Junk Charts is made by Kaiser Fung, the Web’s first data visualization critic. I discuss what makes graphics work, and how to make them better. Think chartjunk + junk art. Here is my first post from nine years ago. These...

As I was getting worried about the chances of survival of my current laptop (bought in emergency upon my return from Kyoto!), I decided to use some available grant money to buy a new laptop without stepping through the emergency square. Thanks to my local computer engineer, Thomas, I found a local dealer selling light […]

Editor's note: This is a repost of "R and the little data scientist's predicament". A brief idea for an update is presented at the end in italics. I just read this fascinating post on _why, apparently a bit of a cult hero … Continue reading →

Tom Davenport is one of the leading voices on business analytics, and he has a new piece titled "Why are most 'targeted' marketing offers so bad?" in which he expanded on a question I raised in my HBR article. Tom's book Competing on Analytics is a classic. He has a great appreciation for the business of the data business. In the new feature, Davenport classifies marketing offers he gets into…

I just read this review by Louis Menand of a biography of John Updike. Lots of interesting stuff here, with this, perhaps, being the saddest: When Updike received the National Book Foundation Medal for Distinguished Contribution to American Letters, in 1998, two of [his second wife's] children were present, but his were not invited. Menand’s […] The post Updike and O’Hara appeared first on Statistical Modeling, Causal Inference, and Social…

In my statistics classes, I learned to use the variance or the standard deviation to measure the variability or dispersion of a data set. However, consider the following 2 hypothetical cases: the standard deviation for the incomes of households in Canada is $2,000 the standard deviation for the incomes of the 5 major banks in Canada […]

Next week, Professor Di Cook from Iowa State University is visiting my research group at Monash University. Di is a world leader in data visualization, and is especially well-known for her work on interactive graphics and the XGobi and GGobi software. See her book with Deb Swayne for details. For those wanting to hear her speak, read […]

On the last day of the IFCAM workshop in Bangalore, Marc Lavielle from INRIA presented a talk on mixed effects where he illustrated his original computer language Monolix. And mentioned that his CRC Press book on Mixed Effects Models for the Population Approach was out! (Appropriately listed as out on a 14th of July on […]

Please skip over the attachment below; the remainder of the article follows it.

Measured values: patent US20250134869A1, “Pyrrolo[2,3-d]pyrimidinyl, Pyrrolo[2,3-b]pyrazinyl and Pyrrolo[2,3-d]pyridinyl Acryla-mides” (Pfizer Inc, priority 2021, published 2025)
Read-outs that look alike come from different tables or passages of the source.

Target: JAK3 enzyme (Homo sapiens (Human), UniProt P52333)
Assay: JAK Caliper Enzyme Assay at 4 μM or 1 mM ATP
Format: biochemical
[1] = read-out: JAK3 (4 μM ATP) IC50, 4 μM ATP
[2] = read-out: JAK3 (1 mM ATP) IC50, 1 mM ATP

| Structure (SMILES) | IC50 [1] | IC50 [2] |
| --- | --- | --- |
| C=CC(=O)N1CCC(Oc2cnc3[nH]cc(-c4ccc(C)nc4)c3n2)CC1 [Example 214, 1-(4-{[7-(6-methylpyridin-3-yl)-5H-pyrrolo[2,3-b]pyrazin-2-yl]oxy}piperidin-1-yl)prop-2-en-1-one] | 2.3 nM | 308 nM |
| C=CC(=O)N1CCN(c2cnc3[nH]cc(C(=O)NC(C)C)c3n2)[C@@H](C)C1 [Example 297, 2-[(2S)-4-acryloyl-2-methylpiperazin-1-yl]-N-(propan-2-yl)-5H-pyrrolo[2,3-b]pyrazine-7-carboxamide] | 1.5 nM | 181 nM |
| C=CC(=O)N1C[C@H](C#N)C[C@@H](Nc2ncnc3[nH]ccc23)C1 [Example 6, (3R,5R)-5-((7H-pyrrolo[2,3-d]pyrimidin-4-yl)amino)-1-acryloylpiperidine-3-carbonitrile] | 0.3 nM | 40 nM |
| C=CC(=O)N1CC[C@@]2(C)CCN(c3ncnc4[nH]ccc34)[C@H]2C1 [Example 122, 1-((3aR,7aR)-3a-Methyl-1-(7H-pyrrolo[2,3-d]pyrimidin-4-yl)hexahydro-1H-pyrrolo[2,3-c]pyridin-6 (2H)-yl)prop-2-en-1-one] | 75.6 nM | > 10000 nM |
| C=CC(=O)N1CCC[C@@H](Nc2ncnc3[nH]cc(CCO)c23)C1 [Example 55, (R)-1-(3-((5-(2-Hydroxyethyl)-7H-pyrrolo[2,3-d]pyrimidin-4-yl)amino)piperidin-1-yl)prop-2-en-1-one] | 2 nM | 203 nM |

James Keirstead writes: I’m working on some regressions for UK cities and have a question about how to interpret regression coefficients. . . . In a typical regression, one would be working with data from a sample and so the standard errors on the coefficients can be interpreted as reflecting the uncertainty in the choice […] The post How do you interpret standard errors from a regression fit to the…

An emailer asks:I am really interested in Bayesian analysis, but I don't get the issue of sampling intention being so important in frequentist t-tests; if you have 60 values you have 60 values surely - why does your intention matter? The computer does ...

I wrote a little guide to giving talks that goes along with my data sharing , R packages, and reviewing guides. I posted it to Github and would be really happy to take any feedback/pull requests that folks might have. If … Continue reading →

Josh Miller writes: I came across your paper in the Journal of Management on unreplicable research, and in it you illustrate a point about the null hypothesis via the hot hand literature. I am writing you because I’d like to move your current prior (even if our work uses a classical approach). I am also […] The post Understanding the hot hand, and the myth of the hot hand, and…

I’ve interviewed a few people for jobs at Monash University, and there’s always someone who comes out with something surprising. Here are some real examples. For a post-doctoral research position: Q: What would you say were your major weaknesses? A: I don’t have any. Q: Really? You can’t think of anything that you could work […]

Today is Egon Pearson’s birthday: 11 August 1895-12 June, 1980. E. Pearson rejected some of the familiar tenets that have come to be associated with Neyman and Pearson (N-P) statistical tests, notably the idea that the essential justification for tests resides in a long-run control of rates of erroneous interpretations–what he termed the “behavioral” rationale of tests. In an […]

This is an interesting story about the Meningitis B vaccine (some additional background here and here). In a nutshell, the main issue is that vaccines are subject to a slightly different regulation than other "normal" drugs. For example, patents do not...